- OCHA Mid-Year Monitoring Report: 2016 Humanitarian Response Plan - Somalia (Covering January to June 2016)
- FSNAU Somalia Food Security and Nutrition Analysis Post Gu 2016 | Technical Series Report No VII. 69 October 19, 2016
- IOM Somalia: Displacement Tracking Matrix Trends (DTM Round I), Preliminary Report, June 2016
Appeals & Funding
- Update Call for Aid - Drought & El Niño July-September 2016
- Humanitarian Needs Overview 2016
- Humanitarian Response Plan 2016
- 2016-2018 Humanitarian Strategy
- UNHCR Somalia Situation Supplementary Appeal Jul-Dec 2016
- Humanitarian Action for Children 2016
- UNHCR: Yemen Situation Emergency Response (Jan-Dec 2016) Supplementary Appeal 2016
- FAO Rapid Results Drought Response Plan - Somaliland and Puntland
- WHO Humanitarian Response Plan 2016
- Common Humanitarian Fund (CHF) in 2016 PDF XLS
- OCHA Somalia
- UNHCR Somalia displacement portal
- FSNAU (FAO Food Security and Nutrition Analysis Unit Somalia)
- SWALIM (Somalia Water and Land Information Management)
- New Deal Somalia
- UNSOM (UN Assistance Mission in Somalia)
- IOM Humanitarian Compendium
- Food Security Cluster: Somalia
- Logistics Cluster: Somalia
IN 2015, ACTION AGAINST HUNGER’S GLOBAL NETWORK SERVED 14.9 MILLION PEOPLE IN 47 COUNTRIES.
Key Achievements toward Strategic Objectives
The Somalia Humanitarian Country Team set three strategic objectives for the 2016 Humanitarian Response Plan. These are:
As we write this, Africa is suffering from the strongest El Niño it has faced in decades, causing major floods and droughts throughout Africa, leading to rising economic losses and major impacts on the lives and livelihoods of millions across the continent. Countries across the continent are declaring states of emergency, and are calling on the international community for support.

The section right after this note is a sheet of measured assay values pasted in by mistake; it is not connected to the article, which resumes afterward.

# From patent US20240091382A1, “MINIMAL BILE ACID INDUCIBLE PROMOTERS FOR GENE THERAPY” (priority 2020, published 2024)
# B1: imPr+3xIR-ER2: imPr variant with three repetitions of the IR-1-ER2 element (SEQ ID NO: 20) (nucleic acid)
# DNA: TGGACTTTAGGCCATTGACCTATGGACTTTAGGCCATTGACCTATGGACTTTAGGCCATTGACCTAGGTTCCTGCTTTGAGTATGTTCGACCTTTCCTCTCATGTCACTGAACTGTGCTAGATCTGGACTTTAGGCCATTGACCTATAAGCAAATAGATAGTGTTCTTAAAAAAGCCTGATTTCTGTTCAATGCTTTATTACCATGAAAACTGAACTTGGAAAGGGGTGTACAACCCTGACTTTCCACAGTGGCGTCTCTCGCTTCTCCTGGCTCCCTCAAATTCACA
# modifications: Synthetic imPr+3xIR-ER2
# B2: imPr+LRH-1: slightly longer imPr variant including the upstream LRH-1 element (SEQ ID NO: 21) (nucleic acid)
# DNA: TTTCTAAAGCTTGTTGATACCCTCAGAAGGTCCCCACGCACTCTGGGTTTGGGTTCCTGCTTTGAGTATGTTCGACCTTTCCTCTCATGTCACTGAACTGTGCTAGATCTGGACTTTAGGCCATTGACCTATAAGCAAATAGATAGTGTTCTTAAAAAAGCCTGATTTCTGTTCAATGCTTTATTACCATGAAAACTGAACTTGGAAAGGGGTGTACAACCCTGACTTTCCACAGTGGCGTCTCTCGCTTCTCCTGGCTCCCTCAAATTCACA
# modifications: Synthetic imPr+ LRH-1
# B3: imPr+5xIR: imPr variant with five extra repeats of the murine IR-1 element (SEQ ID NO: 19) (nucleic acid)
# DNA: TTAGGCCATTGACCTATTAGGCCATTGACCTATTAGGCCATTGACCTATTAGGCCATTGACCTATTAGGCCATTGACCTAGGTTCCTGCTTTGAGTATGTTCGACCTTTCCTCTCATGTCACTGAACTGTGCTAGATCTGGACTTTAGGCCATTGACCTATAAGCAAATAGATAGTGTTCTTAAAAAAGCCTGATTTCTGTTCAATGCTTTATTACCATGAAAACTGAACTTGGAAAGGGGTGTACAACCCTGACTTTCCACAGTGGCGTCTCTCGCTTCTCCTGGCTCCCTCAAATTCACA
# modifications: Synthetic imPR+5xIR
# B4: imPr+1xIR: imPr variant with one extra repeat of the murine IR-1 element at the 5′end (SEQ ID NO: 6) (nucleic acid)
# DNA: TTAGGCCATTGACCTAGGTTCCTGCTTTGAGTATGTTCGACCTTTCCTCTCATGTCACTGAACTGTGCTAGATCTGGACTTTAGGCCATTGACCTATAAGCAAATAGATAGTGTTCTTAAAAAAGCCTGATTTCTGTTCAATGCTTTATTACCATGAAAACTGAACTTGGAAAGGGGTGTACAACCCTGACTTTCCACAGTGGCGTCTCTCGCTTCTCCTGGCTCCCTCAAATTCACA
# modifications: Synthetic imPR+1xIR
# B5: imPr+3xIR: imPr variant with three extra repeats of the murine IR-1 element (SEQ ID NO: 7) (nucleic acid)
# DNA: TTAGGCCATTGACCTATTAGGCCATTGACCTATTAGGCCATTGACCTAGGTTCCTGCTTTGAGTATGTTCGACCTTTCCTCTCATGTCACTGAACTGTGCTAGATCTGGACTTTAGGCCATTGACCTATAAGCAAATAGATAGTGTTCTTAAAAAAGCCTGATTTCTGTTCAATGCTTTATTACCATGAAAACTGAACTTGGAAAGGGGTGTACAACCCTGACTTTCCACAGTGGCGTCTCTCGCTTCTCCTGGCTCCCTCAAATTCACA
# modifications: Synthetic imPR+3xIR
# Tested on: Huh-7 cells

Somalia - IOM, with support from the European Union (EU), last week (6-7/10) organized a two-day training on migration management with 20 participants drawn from key ministries of the Federal Government of Somalia (FGS) and its newly formed High Level Inter-ministerial Taskforce on Migration.
By: Keith Cressman, Alice Van der Elstraeten and Clare Pedrick
Description of the disaster
The El Niño weather event has been in a neutral phase since May. Nevertheless, it continues to have a devastating impact on vulnerable people in parts of Eastern and Southern Africa, Asia and the Pacific, the Dry Corridor in Central America, and Haiti in the Caribbean. This event will also cause long term consequences for public health, nutrition, livelihoods, water and sanitation.
This booklet is directed towards the Food and Agricultural Organization Member States, UN system and all other potential partners, and sheds light on the role that resilient agriculture livelihoods can play in addressing some of the root causes of migration in protracted crises and assisting displaced populations and host communities to cope with protracted displacement. People with resilient livelihoods are better able to prevent, mitigate and adapt to the impacts of natural disasters on their lives.
The Government of Ethiopia and Humanitarian Partners have launched the revised Humanitarian Requirements Document (HRD), following the completion of the Belg Assessment in early June. The document highlights a continued need for food assistance for 9.7 million drought affected people.